Haifa S. Alfaisal 

Haifa is Assistant Professor of Comparative Literature at King Saud University in Riyadh. Her publications include “Indigenous Epistemology and the Decolonisation of Postcolonialism” (Studies in Social and Political Thought, 2011), “World Reading Strategies: Border Reading Bandarshah” (Alif 34 , 2014), “Liberty and the Literary: Coloniality and Nahdawist Comparative Criticism of Rūḥī al-Khālidī’s The History of the Science of Literature with the Franks, the Arabs and Victor Hugo 1904” (MLQ, 2016), “Border Reading: Epistemic Reading and the Worlding of  Postcolonialism”  (Transmodernity,  2017). Her research interests involve exploring the epistemological bias in postcolonial theory, coloniality in world literature reading strategies and the role of modernity/coloniality in the rise of modern Arabic literary criticism.

Ceylan Ceyhun Arslan

Ceylan Ceyhun ArslanDr Ceylan Ceyhun Arslan received his PhD from the Department of Near Eastern Languages and Civilizations at Harvard University in 2017 and will start working as an Assistant Professor of English Language and Comparative Literature at Koç University in 2018.

As an ANAMED Fellow, he is working on his book project, ‘Ambivalences of Ottoman Modernity: Nahda, Tanzimat, and World Literature’. This will undermine the typical scholarly view that nahda, which refers to Arab cultural revival or ‘awakening’, and tanzimat, which refers to both state-wide imperial reforms and the late Ottoman Turkish literature, were two separate movements that took shape solely under the Western influence.

To show that these movements were instead constitutive of each other, his monograph will re-examine nahda and tanzimat under the larger umbrella term ‘Ottoman modernity’ and re-contextualizes modern Arabic and Turkish literatures of the nineteenth and early twentieth century within a multilingual Ottoman cultural milieu instead of their respective national communities.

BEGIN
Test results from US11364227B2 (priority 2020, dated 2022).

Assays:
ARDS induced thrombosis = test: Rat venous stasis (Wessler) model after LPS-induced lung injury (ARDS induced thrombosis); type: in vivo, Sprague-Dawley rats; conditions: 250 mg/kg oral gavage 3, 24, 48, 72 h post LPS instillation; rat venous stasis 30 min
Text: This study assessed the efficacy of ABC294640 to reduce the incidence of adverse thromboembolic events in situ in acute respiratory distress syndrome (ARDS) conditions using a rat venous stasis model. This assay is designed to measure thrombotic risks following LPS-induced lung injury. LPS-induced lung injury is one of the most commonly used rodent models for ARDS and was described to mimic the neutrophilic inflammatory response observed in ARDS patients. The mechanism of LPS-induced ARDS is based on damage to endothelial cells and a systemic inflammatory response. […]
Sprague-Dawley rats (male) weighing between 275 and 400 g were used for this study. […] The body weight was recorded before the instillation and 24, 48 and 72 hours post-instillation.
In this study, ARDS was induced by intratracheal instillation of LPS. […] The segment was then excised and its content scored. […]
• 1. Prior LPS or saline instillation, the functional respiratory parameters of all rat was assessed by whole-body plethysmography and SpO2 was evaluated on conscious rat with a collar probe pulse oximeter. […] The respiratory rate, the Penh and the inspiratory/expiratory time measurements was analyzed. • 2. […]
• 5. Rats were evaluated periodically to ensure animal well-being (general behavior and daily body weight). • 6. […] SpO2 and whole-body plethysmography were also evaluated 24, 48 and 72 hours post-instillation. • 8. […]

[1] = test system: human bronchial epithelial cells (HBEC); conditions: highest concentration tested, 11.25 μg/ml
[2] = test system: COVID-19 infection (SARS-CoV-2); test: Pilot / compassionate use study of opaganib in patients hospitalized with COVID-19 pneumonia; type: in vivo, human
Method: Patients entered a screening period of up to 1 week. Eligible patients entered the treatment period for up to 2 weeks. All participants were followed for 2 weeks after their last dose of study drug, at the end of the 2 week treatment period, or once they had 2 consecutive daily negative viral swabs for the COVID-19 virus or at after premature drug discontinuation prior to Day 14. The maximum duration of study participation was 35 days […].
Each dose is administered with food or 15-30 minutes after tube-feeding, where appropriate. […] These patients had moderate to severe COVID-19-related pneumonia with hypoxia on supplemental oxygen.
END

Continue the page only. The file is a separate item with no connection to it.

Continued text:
The book will also propose that fundamental notions in the world literature scholarship need to be revised for a nuanced understanding of the late Ottoman Empire, hence giving a close reading of Arabic and Turkish literary texts to provide new theoretical perspectives on translation, intertextuality, and world literature. E-mail: carslan@fas.harvard.edu

Feriel Bouhafa 

Feriel received her PhD in Islamic studies from Georgetown University. She has been the Lecturer in Islamic studies in the Faculty of Divinity University of Cambridge since September 2017. Before Cambridge, she was a post-doctoral fellow in the Philosophy department at Albert-Ludwigs-Universität Freiburg where she joined the Research Project LIDIAC (an interdisciplinary contribution to the history of ideas centered on the disciplines of grammar, logic, and rhetoric in Arabic-Islamic culture 800-1100), funded by the Excellence Initiative of the German state. She also held fellowships at Georgetown University in Washington D.C and Qatar, Orient-Institut in Beirut and the Center of Middles East studies at Harvard University.  Her research interests include Arabic philosophy and Islamic sciences.

Nicola Carpentieri 

Nicola is Assistant Professor of Arabic and chair of the Arabic and Islamic Civilizations program at the University of Connecticut. His research focuses on Arabic literature across the Mediterranean, with a special focus on Sicily. Dr. Carpentieri received his PhD in Arabic and Islamic studies from Harvard University in 2012. Subsequently, he held research positions at the University of Manchester (UK) where he worked on the edition of the Arabic commentaries on the Hippocratic Aphorisms, and at the Autonomous University of Barcelona, where his research focused on the poetry of court secretaries in Muslim and Norman Sicily. He has published a number of articles on Arabic literature, medicine and medical translations from Greek into Arabic, Arabic into Latin and Persian into Arabic. His edited collection Sicily, al-Andalus and the Maghreb: Writing in Times of Turmoil will appear next spring for Arc Humanities Press/Kalamazoo and is also currently preparing a monograph on the literary heritage of Muslim Sicily.